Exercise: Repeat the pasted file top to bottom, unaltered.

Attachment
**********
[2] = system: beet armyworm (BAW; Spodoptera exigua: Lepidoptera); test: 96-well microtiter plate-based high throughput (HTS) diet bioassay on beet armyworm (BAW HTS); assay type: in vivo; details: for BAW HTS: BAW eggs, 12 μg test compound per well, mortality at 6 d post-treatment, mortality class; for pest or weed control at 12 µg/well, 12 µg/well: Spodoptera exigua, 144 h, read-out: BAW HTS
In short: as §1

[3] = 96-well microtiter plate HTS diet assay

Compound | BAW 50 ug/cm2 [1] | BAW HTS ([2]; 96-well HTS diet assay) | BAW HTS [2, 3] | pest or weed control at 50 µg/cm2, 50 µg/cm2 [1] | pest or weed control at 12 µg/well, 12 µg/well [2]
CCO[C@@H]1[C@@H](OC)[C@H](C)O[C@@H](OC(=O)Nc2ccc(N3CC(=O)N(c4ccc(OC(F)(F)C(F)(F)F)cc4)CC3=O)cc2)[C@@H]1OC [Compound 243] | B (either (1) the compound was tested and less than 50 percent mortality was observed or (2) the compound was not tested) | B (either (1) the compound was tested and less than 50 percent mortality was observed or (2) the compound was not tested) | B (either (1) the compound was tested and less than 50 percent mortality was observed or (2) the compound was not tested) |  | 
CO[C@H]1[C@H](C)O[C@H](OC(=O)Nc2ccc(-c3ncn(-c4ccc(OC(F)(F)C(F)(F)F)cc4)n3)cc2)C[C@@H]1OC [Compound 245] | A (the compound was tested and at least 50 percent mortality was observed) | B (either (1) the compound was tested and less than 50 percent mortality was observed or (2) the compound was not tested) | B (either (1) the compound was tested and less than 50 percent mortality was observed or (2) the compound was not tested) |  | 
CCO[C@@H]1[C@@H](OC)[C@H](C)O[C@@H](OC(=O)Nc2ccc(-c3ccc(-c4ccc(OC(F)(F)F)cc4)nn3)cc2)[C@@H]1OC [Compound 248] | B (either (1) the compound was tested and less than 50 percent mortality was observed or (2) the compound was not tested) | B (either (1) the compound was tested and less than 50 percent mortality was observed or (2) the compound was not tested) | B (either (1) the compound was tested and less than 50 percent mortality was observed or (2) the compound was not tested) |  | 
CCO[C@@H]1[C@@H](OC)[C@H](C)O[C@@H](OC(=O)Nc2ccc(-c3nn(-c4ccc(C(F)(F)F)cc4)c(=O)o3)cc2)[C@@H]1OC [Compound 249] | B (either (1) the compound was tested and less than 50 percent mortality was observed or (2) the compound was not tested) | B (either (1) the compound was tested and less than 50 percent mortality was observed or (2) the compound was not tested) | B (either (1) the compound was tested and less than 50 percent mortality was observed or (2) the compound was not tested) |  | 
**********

[2] = system: beet armyworm (BAW; Spodoptera exigua: Lepidoptera); test: 96-well microtiter plate-based high throughput (HTS) diet bioassay on beet armyworm (BAW HTS); assay type: in vivo; details: for BAW HTS: BAW eggs, 12 μg test compound per well, mortality at 6 d post-treatment, mortality class; for pest or weed control at 12 µg/well, 12 µg/well: Spodoptera exigua, 144 h, read-out: BAW HTS
In short: as §1

[3] = 96-well microtiter plate HTS diet assay

Compound | BAW 50 ug/cm2 [1] | BAW HTS ([2]; 96-well HTS diet assay) | BAW HTS [2, 3] | pest or weed control at 50 µg/cm2, 50 µg/cm2 [1] | pest or weed control at 12 µg/well, 12 µg/well [2]
CCO[C@@H]1[C@@H](OC)[C@H](C)O[C@@H](OC(=O)Nc2ccc(N3CC(=O)N(c4ccc(OC(F)(F)C(F)(F)F)cc4)CC3=O)cc2)[C@@H]1OC [Compound 243] | B (either (1) the compound was tested and less than 50 percent mortality was observed or (2) the compound was not tested) | B (either (1) the compound was tested and less than 50 percent mortality was observed or (2) the compound was not tested) | B (either (1) the compound was tested and less than 50 percent mortality was observed or (2) the compound was not tested) |  | 
CO[C@H]1[C@H](C)O[C@H](OC(=O)Nc2ccc(-c3ncn(-c4ccc(OC(F)(F)C(F)(F)F)cc4)n3)cc2)C[C@@H]1OC [Compound 245] | A (the compound was tested and at least 50 percent mortality was observed) | B (either (1) the compound was tested and less than 50 percent mortality was observed or (2) the compound was not tested) | B (either (1) the compound was tested and less than 50 percent mortality was observed or (2) the compound was not tested) |  | 
CCO[C@@H]1[C@@H](OC)[C@H](C)O[C@@H](OC(=O)Nc2ccc(-c3ccc(-c4ccc(OC(F)(F)F)cc4)nn3)cc2)[C@@H]1OC [Compound 248] | B (either (1) the compound was tested and less than 50 percent mortality was observed or (2) the compound was not tested) | B (either (1) the compound was tested and less than 50 percent mortality was observed or (2) the compound was not tested) | B (either (1) the compound was tested and less than 50 percent mortality was observed or (2) the compound was not tested) |  | 
CCO[C@@H]1[C@@H](OC)[C@H](C)O[C@@H](OC(=O)Nc2ccc(-c3nn(-c4ccc(C(F)(F)F)cc4)c(=O)o3)cc2)[C@@H]1OC [Compound 249] | B (either (1) the compound was tested and less than 50 percent mortality was observed or (2) the compound was not tested) | B (either (1) the compound was tested and less than 50 percent mortality was observed or (2) the compound was not tested) | B (either (1) the compound was tested and less than 50 percent mortality was observed or (2) the compound was not tested) |  | 